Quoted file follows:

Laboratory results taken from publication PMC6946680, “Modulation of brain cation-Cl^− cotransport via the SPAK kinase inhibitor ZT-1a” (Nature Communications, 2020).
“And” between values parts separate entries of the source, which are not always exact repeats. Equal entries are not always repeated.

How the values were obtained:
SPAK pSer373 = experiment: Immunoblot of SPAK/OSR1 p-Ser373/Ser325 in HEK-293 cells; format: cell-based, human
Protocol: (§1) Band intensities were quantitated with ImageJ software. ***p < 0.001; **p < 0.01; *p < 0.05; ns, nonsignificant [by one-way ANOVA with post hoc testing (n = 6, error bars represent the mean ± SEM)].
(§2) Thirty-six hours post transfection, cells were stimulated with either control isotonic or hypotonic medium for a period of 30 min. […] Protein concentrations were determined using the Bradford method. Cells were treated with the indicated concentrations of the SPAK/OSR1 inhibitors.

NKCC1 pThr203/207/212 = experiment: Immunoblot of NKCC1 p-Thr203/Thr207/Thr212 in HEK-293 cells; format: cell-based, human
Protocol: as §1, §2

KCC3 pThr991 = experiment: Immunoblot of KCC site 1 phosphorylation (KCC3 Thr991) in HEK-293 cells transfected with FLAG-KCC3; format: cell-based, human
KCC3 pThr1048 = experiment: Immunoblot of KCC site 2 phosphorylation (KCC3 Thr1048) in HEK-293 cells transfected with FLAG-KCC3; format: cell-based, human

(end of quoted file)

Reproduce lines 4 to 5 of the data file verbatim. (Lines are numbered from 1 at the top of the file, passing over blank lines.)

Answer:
SPAK pSer373 = experiment: Immunoblot of SPAK/OSR1 p-Ser373/Ser325 in HEK-293 cells; format: cell-based, human
Protocol: (§1) Band intensities were quantitated with ImageJ software. ***p < 0.001; **p < 0.01; *p < 0.05; ns, nonsignificant [by one-way ANOVA with post hoc testing (n = 6, error bars represent the mean ± SEM)].